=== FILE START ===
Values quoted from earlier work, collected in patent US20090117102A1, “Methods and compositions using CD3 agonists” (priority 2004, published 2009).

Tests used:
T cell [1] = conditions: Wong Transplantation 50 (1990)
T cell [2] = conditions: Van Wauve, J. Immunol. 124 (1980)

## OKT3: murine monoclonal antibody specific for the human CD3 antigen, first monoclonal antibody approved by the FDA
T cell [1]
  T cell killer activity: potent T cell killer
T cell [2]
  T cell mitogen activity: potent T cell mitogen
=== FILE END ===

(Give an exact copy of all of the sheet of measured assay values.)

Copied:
Values quoted from earlier work, collected in patent US20090117102A1, “Methods and compositions using CD3 agonists” (priority 2004, published 2009).

Tests used:
T cell [1] = conditions: Wong Transplantation 50 (1990)
T cell [2] = conditions: Van Wauve, J. Immunol. 124 (1980)

## OKT3: murine monoclonal antibody specific for the human CD3 antigen, first monoclonal antibody approved by the FDA
T cell [1]
  T cell killer activity: potent T cell killer
T cell [2]
  T cell mitogen activity: potent T cell mitogen